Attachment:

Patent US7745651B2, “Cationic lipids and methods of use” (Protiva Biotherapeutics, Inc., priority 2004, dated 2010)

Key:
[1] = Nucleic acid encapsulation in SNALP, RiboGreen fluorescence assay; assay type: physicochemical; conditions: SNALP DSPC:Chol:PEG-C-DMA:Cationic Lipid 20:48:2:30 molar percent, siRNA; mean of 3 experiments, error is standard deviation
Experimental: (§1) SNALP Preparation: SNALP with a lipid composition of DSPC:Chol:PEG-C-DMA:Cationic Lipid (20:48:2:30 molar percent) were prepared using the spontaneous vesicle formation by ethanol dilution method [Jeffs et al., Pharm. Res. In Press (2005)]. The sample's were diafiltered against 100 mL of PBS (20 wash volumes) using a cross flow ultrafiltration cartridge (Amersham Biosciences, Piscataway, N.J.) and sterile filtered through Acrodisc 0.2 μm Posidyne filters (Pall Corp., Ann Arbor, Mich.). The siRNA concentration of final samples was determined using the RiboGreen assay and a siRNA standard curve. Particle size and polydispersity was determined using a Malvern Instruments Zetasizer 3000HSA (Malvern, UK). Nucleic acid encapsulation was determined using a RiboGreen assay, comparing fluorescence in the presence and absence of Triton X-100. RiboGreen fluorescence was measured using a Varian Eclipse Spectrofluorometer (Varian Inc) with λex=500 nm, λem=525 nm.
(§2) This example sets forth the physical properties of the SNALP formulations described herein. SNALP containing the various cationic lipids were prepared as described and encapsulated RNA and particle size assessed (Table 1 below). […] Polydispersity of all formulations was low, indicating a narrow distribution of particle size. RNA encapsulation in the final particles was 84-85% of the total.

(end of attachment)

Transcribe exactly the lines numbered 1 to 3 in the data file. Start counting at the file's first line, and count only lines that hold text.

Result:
Patent US7745651B2, “Cationic lipids and methods of use” (Protiva Biotherapeutics, Inc., priority 2004, dated 2010)

Key:
[1] = Nucleic acid encapsulation in SNALP, RiboGreen fluorescence assay; assay type: physicochemical; conditions: SNALP DSPC:Chol:PEG-C-DMA:Cationic Lipid 20:48:2:30 molar percent, siRNA; mean of 3 experiments, error is standard deviation